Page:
Last month’s Opera News contains a review of Rome’s new production of Giordano’s Andrea Chenier. Here’s its first sentence: “In the first half of the twentieth century, Andrea Chenier was one of the most frequently staged works at Rome Opera, with tenors of the caliber of De Muro, Gigli, Lauri-Volpi, and Pertile alternating in the title role.” Gigli and Lauri-Volpi were such fixtures at the Rome Opera that their busts are in its lobby. Pertile, of course, was a mainstay of La Scala. But many opera goers will have to think a bit to recall De Muro.
Bernardo De Muro (1881-1955) was a diminutive Sardinian tenor with a very large voice. Barely five feet tall, his height prevented him from singing Verdi’s Otello for which his voice was very well suited. He made his debut in 1910 and reached La Scala just two years later. He sang widely in Europe and South America until the 1920s when he moved to the United States. In the US he sang predominantly in smaller houses. He sang in both Italy and the US in the 1930s. After his health deteriorated, he moved to Milan where he operated a successful cork factory. He is buried in his native Sardinia.
He made about 50 recordings, most of which are compiled in a 3 disc set by Bongiovanni as part of their Il mito dell’Opera series. Amazon has these recording available either on discs or for download. The tenor made both acoustical and electrical recording. There was a considerable gap between the two formats. His voice was in better shape when the acoustical recordings were made, so I have only presented samples of the first part of his recording career.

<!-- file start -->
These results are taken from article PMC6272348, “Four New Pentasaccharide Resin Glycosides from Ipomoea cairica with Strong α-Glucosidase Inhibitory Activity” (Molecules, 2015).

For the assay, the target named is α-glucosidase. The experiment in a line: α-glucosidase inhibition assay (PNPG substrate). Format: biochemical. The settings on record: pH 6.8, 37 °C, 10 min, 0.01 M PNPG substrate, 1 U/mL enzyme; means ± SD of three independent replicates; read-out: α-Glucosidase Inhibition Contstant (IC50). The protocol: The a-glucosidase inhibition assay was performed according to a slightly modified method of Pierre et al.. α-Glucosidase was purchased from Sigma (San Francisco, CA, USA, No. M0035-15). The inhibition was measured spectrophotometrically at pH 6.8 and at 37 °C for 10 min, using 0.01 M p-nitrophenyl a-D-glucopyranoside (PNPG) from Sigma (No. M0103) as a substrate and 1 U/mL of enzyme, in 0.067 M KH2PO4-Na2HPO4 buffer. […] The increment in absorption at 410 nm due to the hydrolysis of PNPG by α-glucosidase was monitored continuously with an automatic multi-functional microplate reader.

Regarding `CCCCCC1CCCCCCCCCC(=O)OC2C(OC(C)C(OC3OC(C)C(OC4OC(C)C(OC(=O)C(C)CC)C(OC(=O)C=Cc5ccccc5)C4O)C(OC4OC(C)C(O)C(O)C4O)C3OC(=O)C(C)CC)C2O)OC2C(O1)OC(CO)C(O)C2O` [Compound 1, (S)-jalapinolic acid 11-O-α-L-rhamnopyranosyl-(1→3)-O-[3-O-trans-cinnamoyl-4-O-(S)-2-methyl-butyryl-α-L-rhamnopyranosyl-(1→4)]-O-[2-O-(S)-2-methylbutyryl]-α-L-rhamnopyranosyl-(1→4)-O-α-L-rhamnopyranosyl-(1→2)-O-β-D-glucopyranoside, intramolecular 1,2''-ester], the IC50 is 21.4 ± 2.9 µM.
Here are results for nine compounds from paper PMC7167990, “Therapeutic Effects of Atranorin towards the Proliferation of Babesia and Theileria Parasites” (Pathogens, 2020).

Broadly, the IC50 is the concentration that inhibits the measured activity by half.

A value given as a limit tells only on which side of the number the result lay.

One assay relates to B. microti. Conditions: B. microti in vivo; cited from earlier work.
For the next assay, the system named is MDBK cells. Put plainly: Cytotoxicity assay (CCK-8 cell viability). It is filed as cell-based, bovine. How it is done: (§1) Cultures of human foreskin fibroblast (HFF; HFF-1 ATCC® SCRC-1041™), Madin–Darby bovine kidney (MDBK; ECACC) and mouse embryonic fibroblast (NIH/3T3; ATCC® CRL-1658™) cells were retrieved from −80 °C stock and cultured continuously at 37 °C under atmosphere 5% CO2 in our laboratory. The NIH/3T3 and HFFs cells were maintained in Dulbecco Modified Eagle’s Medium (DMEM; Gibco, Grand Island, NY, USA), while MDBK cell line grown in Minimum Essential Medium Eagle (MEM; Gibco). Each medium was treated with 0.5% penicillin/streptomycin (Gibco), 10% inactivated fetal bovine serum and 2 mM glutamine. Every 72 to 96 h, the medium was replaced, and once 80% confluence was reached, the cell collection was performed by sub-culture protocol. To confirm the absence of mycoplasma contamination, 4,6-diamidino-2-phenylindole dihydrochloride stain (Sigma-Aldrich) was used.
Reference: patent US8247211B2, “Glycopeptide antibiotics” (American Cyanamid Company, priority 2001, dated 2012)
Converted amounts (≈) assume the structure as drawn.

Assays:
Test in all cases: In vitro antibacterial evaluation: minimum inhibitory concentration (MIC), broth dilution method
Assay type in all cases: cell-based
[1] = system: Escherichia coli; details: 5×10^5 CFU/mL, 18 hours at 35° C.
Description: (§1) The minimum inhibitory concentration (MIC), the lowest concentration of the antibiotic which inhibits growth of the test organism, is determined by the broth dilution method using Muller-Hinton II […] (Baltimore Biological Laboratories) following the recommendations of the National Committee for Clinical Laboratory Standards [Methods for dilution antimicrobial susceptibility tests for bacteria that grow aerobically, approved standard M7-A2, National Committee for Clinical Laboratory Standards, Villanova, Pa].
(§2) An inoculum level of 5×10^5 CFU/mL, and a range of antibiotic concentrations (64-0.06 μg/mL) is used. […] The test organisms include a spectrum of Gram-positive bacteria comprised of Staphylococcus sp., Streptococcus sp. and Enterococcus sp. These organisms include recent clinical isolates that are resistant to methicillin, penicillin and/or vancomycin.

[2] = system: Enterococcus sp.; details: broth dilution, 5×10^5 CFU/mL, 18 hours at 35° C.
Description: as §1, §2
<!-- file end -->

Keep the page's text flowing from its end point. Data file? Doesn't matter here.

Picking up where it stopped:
De Mauro’s repertoire was rather small for a leading tenor. It was mainly focused on verismo operas. His favorite role was Folco in Mascagni’s Isabeau, a retelling of the Lady Godiva story. Fu vile l’editto is from Act 3 and was recorded in 1912. The aria shows a spinto tenor verging on the dramatic.
De Muro didn’t seem comfortable with high notes above B-flat, at least on the basis of these recordings. Di quella pira from Il Trovatore is taken a full tone down, so the climactic high note is a B-flat instead of a C. A lot of tenors take the note down a half tone to B, but a full tone down is unique in my experience. It’s possible that the pitch was altered by a change in disc speed during the recording process, a common problem with acoustical recordings. But after listening to all of his recordings I think that B-flat was the limit of his comfort zone.
As I mentioned above, De Muro had the vocal means to sing Otello. Otello’s entrance Esultate sits right in the middle of the tenor’s passaggio.This placement make the volume required of Otello’s dramatic first appearance so difficult. De Muro inserts a grace note in the middle of brief piece which I find unsettling. Probably because I’m not used to it. Nonetheless, he clearly has the force needed for the role. Ora per sempre addio from Act 2 again shows the tenor’s vocal affinity for this role.
Two French selections, both sung in Italian. O paradiso is from Act 4 of Meyerbeer’s L’Africaine. The Flower Song from Carmen shows that De Muro could use his big voice with delicacy when finesse was required.
Il Piccolo Marat was the 13th of Mascagni’s 15 operas. First performed in Rome in 1921, it is a rescue opera set during the French Revolution. It didn’t reach the US until 2009 when it received a concert performance at Avery Fisher Hall. Written in a declamatory style it has picked up a few supporters who think highly of it, but has never caught on with the audience. Va’ nella tua stanzetta is from Act 2. The soprano is Irma Viganò.
De Muro’s big spinto voice was ideal for Dick Johnson in Puccini’s La Fanciulla Del West. Caruso who first performed the part never recorded either of the opera’s two tenor arias. De Muro recorded them within a few years of the opera’s New York premiere. Or son sei mesi is from Act 2. Ch’ella mi creda, the much better known of the two, is from Act 3.
I started this piece with Andrea Chenier; so I’ll end it with the Improvviso from Act 1 of Giordano’s opera.